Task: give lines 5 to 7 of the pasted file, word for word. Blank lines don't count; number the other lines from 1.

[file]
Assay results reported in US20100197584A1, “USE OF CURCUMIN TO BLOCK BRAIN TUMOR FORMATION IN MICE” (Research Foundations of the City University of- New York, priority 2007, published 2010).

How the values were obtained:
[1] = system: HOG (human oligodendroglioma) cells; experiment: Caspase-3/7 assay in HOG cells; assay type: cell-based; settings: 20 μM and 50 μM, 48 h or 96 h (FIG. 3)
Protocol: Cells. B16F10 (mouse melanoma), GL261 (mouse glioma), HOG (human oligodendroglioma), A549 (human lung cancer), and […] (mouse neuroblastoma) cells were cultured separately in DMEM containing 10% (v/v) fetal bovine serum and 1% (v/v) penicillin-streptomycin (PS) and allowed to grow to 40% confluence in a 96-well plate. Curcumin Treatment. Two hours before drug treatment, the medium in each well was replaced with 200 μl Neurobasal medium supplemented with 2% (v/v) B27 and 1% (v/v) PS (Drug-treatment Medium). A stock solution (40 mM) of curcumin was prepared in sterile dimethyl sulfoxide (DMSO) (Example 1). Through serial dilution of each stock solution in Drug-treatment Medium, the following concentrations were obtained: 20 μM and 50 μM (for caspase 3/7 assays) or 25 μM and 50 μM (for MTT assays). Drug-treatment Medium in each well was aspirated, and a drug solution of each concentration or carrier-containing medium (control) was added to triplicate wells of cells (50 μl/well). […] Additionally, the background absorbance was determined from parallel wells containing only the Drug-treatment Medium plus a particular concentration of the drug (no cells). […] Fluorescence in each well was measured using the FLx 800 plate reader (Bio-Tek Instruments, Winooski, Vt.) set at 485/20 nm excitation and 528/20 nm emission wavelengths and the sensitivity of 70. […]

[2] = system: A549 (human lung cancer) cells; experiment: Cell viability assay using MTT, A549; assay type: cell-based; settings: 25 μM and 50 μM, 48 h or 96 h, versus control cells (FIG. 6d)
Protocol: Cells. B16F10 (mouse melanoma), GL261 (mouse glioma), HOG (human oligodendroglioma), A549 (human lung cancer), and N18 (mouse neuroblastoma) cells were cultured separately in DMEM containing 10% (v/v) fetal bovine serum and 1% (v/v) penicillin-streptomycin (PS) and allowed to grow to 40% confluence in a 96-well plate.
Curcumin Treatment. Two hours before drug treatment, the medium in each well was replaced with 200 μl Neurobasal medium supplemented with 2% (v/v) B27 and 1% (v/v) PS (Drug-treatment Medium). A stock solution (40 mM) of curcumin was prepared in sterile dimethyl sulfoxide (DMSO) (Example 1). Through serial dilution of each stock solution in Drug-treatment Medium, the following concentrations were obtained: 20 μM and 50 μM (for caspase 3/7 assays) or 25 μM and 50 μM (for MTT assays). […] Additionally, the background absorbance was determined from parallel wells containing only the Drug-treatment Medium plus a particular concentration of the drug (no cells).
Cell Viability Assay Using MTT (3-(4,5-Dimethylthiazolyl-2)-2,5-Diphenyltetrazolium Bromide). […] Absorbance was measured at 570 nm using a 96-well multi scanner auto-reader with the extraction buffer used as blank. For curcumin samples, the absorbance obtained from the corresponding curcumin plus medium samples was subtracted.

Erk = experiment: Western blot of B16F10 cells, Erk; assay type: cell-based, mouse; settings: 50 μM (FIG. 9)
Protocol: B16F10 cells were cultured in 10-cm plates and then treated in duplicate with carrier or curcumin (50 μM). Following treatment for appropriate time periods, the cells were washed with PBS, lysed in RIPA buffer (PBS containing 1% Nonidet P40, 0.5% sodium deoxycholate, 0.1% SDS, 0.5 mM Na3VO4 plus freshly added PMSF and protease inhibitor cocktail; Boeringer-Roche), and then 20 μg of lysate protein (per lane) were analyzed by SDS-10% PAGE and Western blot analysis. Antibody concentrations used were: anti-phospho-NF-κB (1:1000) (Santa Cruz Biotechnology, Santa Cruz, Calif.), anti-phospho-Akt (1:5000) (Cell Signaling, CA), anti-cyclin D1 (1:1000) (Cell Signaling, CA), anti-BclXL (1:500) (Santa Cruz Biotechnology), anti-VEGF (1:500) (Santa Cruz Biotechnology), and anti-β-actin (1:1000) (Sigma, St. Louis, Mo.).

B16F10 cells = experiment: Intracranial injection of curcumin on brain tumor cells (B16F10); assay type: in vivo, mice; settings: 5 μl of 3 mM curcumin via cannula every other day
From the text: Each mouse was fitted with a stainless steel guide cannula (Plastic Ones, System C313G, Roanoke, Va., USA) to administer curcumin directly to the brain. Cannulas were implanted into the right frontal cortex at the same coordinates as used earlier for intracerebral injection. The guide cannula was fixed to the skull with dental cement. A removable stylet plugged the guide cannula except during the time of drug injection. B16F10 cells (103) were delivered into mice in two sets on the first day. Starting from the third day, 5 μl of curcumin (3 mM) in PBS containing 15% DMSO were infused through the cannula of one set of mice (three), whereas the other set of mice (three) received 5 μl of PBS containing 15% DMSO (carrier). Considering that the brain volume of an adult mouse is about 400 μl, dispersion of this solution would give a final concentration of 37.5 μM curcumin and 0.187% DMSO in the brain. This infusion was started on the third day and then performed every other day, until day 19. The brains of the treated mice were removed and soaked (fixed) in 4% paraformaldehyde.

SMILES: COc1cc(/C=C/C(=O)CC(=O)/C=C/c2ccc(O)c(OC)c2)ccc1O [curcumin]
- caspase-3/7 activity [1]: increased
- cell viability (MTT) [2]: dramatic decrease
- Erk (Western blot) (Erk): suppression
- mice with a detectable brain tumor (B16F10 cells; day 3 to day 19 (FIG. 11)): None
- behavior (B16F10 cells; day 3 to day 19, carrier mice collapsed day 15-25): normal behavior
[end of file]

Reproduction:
[2] = system: A549 (human lung cancer) cells; experiment: Cell viability assay using MTT, A549; assay type: cell-based; settings: 25 μM and 50 μM, 48 h or 96 h, versus control cells (FIG. 6d)
Protocol: Cells. B16F10 (mouse melanoma), GL261 (mouse glioma), HOG (human oligodendroglioma), A549 (human lung cancer), and N18 (mouse neuroblastoma) cells were cultured separately in DMEM containing 10% (v/v) fetal bovine serum and 1% (v/v) penicillin-streptomycin (PS) and allowed to grow to 40% confluence in a 96-well plate.
Curcumin Treatment. Two hours before drug treatment, the medium in each well was replaced with 200 μl Neurobasal medium supplemented with 2% (v/v) B27 and 1% (v/v) PS (Drug-treatment Medium). A stock solution (40 mM) of curcumin was prepared in sterile dimethyl sulfoxide (DMSO) (Example 1). Through serial dilution of each stock solution in Drug-treatment Medium, the following concentrations were obtained: 20 μM and 50 μM (for caspase 3/7 assays) or 25 μM and 50 μM (for MTT assays). […] Additionally, the background absorbance was determined from parallel wells containing only the Drug-treatment Medium plus a particular concentration of the drug (no cells).